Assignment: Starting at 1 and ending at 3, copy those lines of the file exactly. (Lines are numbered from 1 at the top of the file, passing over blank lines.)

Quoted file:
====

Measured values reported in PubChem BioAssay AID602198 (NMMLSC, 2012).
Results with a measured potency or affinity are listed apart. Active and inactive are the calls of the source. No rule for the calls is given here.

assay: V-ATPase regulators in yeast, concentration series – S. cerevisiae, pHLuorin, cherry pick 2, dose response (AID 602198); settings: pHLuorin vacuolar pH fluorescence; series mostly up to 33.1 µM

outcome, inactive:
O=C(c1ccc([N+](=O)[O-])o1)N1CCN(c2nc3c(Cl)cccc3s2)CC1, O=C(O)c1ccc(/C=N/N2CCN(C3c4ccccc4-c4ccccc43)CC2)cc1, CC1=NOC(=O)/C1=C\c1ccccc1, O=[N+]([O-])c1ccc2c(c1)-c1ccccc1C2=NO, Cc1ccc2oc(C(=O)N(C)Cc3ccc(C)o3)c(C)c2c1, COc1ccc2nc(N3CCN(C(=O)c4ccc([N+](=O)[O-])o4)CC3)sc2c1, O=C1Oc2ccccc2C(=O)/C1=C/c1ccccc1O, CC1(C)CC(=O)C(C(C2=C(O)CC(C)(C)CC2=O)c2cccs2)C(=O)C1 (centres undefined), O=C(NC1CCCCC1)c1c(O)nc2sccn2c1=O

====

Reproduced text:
Measured values reported in PubChem BioAssay AID602198 (NMMLSC, 2012).
Results with a measured potency or affinity are listed apart. Active and inactive are the calls of the source. No rule for the calls is given here.

assay: V-ATPase regulators in yeast, concentration series – S. cerevisiae, pHLuorin, cherry pick 2, dose response (AID 602198); settings: pHLuorin vacuolar pH fluorescence; series mostly up to 33.1 µM